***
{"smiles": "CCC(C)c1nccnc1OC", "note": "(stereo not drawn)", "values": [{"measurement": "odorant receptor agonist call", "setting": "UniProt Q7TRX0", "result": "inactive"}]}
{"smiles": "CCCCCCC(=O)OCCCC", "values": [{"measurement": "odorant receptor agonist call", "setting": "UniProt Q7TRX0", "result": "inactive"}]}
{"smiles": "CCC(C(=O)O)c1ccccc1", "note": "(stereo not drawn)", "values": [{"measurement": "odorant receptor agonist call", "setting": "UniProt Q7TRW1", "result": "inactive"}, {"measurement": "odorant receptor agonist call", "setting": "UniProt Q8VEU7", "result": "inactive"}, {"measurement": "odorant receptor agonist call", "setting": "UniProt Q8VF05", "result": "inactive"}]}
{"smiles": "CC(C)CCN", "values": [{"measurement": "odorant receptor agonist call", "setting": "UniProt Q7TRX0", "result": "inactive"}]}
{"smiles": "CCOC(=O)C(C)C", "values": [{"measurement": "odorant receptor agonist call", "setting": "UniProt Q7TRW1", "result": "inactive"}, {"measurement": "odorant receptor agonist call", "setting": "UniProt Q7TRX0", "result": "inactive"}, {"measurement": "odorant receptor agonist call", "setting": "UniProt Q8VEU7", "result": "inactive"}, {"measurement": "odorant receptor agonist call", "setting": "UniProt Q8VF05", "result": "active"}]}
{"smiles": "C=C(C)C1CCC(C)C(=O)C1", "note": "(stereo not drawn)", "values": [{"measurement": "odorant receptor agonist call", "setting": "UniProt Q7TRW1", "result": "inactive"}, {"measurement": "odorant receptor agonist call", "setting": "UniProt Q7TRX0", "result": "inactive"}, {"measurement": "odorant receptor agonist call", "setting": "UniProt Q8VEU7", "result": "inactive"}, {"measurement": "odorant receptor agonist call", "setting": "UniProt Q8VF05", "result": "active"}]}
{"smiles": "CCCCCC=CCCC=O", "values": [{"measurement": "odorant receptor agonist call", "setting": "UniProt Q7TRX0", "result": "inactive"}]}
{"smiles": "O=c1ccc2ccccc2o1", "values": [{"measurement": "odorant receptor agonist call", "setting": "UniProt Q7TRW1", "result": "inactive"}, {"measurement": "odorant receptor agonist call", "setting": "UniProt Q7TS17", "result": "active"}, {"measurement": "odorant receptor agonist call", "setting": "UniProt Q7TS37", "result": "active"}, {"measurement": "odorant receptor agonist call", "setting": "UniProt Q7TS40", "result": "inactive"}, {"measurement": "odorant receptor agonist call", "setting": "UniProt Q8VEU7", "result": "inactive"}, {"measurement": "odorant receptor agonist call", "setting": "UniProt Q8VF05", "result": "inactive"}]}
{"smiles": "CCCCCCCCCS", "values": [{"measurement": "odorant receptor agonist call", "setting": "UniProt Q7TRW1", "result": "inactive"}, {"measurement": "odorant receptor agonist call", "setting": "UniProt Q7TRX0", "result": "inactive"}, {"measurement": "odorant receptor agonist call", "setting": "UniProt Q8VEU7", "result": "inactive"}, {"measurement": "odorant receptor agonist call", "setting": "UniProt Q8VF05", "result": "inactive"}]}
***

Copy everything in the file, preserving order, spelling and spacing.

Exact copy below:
{"smiles": "CCC(C)c1nccnc1OC", "note": "(stereo not drawn)", "values": [{"measurement": "odorant receptor agonist call", "setting": "UniProt Q7TRX0", "result": "inactive"}]}
{"smiles": "CCCCCCC(=O)OCCCC", "values": [{"measurement": "odorant receptor agonist call", "setting": "UniProt Q7TRX0", "result": "inactive"}]}
{"smiles": "CCC(C(=O)O)c1ccccc1", "note": "(stereo not drawn)", "values": [{"measurement": "odorant receptor agonist call", "setting": "UniProt Q7TRW1", "result": "inactive"}, {"measurement": "odorant receptor agonist call", "setting": "UniProt Q8VEU7", "result": "inactive"}, {"measurement": "odorant receptor agonist call", "setting": "UniProt Q8VF05", "result": "inactive"}]}
{"smiles": "CC(C)CCN", "values": [{"measurement": "odorant receptor agonist call", "setting": "UniProt Q7TRX0", "result": "inactive"}]}
{"smiles": "CCOC(=O)C(C)C", "values": [{"measurement": "odorant receptor agonist call", "setting": "UniProt Q7TRW1", "result": "inactive"}, {"measurement": "odorant receptor agonist call", "setting": "UniProt Q7TRX0", "result": "inactive"}, {"measurement": "odorant receptor agonist call", "setting": "UniProt Q8VEU7", "result": "inactive"}, {"measurement": "odorant receptor agonist call", "setting": "UniProt Q8VF05", "result": "active"}]}
{"smiles": "C=C(C)C1CCC(C)C(=O)C1", "note": "(stereo not drawn)", "values": [{"measurement": "odorant receptor agonist call", "setting": "UniProt Q7TRW1", "result": "inactive"}, {"measurement": "odorant receptor agonist call", "setting": "UniProt Q7TRX0", "result": "inactive"}, {"measurement": "odorant receptor agonist call", "setting": "UniProt Q8VEU7", "result": "inactive"}, {"measurement": "odorant receptor agonist call", "setting": "UniProt Q8VF05", "result": "active"}]}
{"smiles": "CCCCCC=CCCC=O", "values": [{"measurement": "odorant receptor agonist call", "setting": "UniProt Q7TRX0", "result": "inactive"}]}
{"smiles": "O=c1ccc2ccccc2o1", "values": [{"measurement": "odorant receptor agonist call", "setting": "UniProt Q7TRW1", "result": "inactive"}, {"measurement": "odorant receptor agonist call", "setting": "UniProt Q7TS17", "result": "active"}, {"measurement": "odorant receptor agonist call", "setting": "UniProt Q7TS37", "result": "active"}, {"measurement": "odorant receptor agonist call", "setting": "UniProt Q7TS40", "result": "inactive"}, {"measurement": "odorant receptor agonist call", "setting": "UniProt Q8VEU7", "result": "inactive"}, {"measurement": "odorant receptor agonist call", "setting": "UniProt Q8VF05", "result": "inactive"}]}
{"smiles": "CCCCCCCCCS", "values": [{"measurement": "odorant receptor agonist call", "setting": "UniProt Q7TRW1", "result": "inactive"}, {"measurement": "odorant receptor agonist call", "setting": "UniProt Q7TRX0", "result": "inactive"}, {"measurement": "odorant receptor agonist call", "setting": "UniProt Q8VEU7", "result": "inactive"}, {"measurement": "odorant receptor agonist call", "setting": "UniProt Q8VF05", "result": "inactive"}]}